A 4 Step Self-Guided Resume Workshop to Separate from the Pack


Do you ever worry that your resume isn't making an impact? Make some simple changes to move on...

Do you ever worry that your resume isn't making an impact?  Are you unsure if your personal/professional brand is clear?  The following 4 step self-guided mini-workshop should get your started on that much needed revamp.


Step 1 - Take Your Perspective Back Up to 30,000 Feet
When you began your resume you started with formatting.  Take a fresh look and find a middle ground between the flashy, pink and scented (Legally Blond Reference - Catch that?) format and the boring narrative list format.  Think about your section headers - are you showcasing the most important information the employers in your industry are looking for from candidates? 

An example - If a job description discusses the importance of excellent communication skills, application of academic theory and demonstrated leadership ability, your resume shouldn't start off with Technical Skills in Word, Excel and PowerPoint.  Each resume submitted in application for candidacy should be tailored to the job description. 


If you are using a narrative format for your resume, consider converting to the use of bullets and columns.  You want to spoon feed the employer your skill sets that qualify you as the candidate to choose over others.  Put yourself in the employer's shoes for a moment.  You have 50 to 100 qualified candidates' resumes sitting in a stack before you (or in a pdf viewer window).  A spreadsheet with minimum and preferred qualifications neatly and exhaustively listed out.  Each resume needing to be reviewed to see who gets to move on in the interview process.  If your resume is the one with paragraphs and paragraphs detailing your qualifications, you may lose out on an opportunity to another more concise candidate. 

Step 2 - Move from a List of Job Tasks to a Profile of Skill SetsMany people use the chronological format of a resume that lists each position and the job tasks or projects at each one going back a decade (or more).  What is a job task?  A job task is very specific to a particular job or company.  An example would be, "Met the needs of customers in a polite, efficient manner."  A better example of this job task is to consider the skills it takes to complete it.  Consider: "Practiced excellent Customer Service efficiently and effectively."  Or even, "Managed a team of Customer Service professionals implementing innovative Leadership Practices." 


These are very broad, but try making the transition from job task to skill set.  Remember an employer doesn't care where you obtained a skill, they just care that is a transferrable asset for them.  Also, pull out successful projects in their own showcased section of your resume, "Relevant Projects."  If you are a student consider using, "Relevant Coursework and Projects."  You want to showcase your successes in a clear and concise manner.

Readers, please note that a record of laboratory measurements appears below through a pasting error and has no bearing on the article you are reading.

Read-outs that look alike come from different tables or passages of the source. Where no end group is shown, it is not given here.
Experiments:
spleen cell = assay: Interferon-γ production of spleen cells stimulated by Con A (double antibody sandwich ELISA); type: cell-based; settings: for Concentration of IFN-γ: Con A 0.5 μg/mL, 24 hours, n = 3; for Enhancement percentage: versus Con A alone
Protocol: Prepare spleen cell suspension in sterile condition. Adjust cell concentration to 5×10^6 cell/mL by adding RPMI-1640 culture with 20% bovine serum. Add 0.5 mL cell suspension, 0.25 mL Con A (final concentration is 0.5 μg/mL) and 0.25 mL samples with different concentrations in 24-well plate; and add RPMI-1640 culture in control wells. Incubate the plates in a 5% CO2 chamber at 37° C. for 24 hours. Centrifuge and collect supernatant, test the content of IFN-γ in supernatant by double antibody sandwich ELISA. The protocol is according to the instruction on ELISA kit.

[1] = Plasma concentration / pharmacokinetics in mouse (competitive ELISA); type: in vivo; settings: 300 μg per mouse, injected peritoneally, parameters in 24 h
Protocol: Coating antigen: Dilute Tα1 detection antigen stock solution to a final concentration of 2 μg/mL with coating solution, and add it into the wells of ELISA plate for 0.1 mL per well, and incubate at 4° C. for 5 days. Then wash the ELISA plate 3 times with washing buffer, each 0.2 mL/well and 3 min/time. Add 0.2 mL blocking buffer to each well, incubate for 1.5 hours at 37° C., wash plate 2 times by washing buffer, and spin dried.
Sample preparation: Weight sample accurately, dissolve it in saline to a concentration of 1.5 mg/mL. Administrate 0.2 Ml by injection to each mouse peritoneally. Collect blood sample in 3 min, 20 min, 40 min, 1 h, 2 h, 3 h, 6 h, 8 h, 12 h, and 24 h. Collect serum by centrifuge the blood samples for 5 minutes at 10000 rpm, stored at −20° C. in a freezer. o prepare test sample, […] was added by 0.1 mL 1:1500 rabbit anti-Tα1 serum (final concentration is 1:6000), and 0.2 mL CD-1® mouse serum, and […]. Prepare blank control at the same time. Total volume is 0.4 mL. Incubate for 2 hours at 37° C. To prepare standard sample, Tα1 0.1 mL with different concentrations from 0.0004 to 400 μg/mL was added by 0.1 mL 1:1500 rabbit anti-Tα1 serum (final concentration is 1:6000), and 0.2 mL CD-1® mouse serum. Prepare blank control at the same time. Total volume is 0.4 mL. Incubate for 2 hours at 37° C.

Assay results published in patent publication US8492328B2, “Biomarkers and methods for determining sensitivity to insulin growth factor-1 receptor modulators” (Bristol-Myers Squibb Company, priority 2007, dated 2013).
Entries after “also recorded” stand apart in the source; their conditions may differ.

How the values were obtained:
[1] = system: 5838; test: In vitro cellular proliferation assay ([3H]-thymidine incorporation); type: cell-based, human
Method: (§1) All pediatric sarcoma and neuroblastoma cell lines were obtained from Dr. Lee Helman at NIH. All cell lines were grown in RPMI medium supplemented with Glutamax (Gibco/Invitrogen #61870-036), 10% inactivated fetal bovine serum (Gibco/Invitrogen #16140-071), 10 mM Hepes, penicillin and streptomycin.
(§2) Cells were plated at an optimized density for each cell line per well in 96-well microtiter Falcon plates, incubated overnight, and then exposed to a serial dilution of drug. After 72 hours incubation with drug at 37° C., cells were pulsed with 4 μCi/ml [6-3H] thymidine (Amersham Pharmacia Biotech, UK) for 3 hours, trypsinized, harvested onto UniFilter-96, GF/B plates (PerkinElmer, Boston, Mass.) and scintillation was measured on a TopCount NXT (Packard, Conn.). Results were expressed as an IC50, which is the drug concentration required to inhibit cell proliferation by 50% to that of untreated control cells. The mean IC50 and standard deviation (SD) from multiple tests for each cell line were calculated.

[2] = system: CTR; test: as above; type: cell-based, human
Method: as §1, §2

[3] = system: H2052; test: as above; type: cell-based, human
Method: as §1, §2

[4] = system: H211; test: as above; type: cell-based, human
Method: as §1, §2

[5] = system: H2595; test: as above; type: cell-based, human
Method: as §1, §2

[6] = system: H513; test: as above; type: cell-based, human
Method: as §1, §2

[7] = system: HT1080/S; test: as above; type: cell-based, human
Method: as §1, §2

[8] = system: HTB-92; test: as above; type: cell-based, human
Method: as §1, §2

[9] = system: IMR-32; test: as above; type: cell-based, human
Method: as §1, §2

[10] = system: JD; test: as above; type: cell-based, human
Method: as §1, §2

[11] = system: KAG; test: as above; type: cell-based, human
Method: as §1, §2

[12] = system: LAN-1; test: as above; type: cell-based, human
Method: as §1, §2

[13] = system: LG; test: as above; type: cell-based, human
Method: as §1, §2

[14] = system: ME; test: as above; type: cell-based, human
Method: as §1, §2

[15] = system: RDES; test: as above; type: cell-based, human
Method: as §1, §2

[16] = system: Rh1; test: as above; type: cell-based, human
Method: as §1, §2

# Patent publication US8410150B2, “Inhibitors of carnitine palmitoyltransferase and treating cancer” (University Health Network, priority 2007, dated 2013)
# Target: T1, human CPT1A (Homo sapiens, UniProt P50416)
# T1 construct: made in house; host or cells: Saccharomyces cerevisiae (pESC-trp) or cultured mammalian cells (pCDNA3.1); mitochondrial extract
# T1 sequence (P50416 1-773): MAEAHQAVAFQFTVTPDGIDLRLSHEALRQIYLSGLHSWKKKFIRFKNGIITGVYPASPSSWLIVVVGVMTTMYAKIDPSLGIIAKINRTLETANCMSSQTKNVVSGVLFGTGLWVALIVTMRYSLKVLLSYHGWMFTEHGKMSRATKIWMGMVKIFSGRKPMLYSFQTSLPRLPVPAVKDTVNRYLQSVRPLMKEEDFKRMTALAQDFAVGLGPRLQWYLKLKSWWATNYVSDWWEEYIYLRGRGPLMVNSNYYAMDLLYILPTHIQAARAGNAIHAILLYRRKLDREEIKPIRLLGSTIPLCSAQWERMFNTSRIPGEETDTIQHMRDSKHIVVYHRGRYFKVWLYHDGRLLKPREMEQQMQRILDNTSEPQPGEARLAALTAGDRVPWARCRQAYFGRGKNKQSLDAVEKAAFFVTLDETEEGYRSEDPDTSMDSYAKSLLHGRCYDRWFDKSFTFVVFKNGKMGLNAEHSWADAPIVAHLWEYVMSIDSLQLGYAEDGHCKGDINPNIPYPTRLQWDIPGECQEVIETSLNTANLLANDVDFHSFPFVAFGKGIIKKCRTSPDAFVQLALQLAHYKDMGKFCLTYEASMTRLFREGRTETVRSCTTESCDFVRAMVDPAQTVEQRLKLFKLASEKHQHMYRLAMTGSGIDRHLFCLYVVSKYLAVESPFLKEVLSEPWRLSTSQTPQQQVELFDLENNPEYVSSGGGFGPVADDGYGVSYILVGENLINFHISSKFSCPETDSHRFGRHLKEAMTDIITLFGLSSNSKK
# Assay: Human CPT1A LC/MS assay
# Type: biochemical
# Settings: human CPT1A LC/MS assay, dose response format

Step 3 - Apply a Personal Branding Perspective to Your ResumeOnce you've got your list of skills sets and projects, begin to prioritize the bullets for yourself.  What stands out?  What three words stand out most for you?  Is this the brand you want to exhibit?  If not, have friends, colleagues, mentors and family members give you their perspective.  Ask them to review your resume for 3-10 seconds, then tell you the three words or themes that stuck out to them.  This will tell you what message an employer will receive from your resume. 


There's a lot of personal branding information out there - find the school of thought that works for you and apply it.  Be honest with yourself and don't be afraid of planning to obtain new and needed skill sets that will set you up for success in your career motives.  Remember: each bullet on your resume could be a talking point in an interview. 

Step 4 - Seek SaturationA great resume is not a destination.  A great resume is always evolving and is consistently speaking with your voice.  In order to get a good resume to great status, you must not develop it in a vacuum.  This means you have to ask others (friends, family and strangers) to critique you.  It can be tough to ask friends and family for feedback of this personal nature.  However, they can provide great input no matter how difficult it may seem.  Colleagues, mentors and career development professionals (your college career center, a past teacher/professor, or a private career coach) can be of great assistance for the more difficult things to hear.  Reach out, get feedback and seek the point of saturation. 


The point of saturation is where you hear the same tips and feedback over and over.  When you begin saying to yourself, "I can't make that change or edit because it doesn't represent me if I do."  However, don't let yourself be closed to these thoughts as they may prove to be the next point of evolution for your personal brand. 

Don't let a stagnant piece of paper be your obstacle to your next career opportunity.  Look for every chance to evolve your resume into a document that speaks with your voice.  A voice resonating louder than other competing candidates.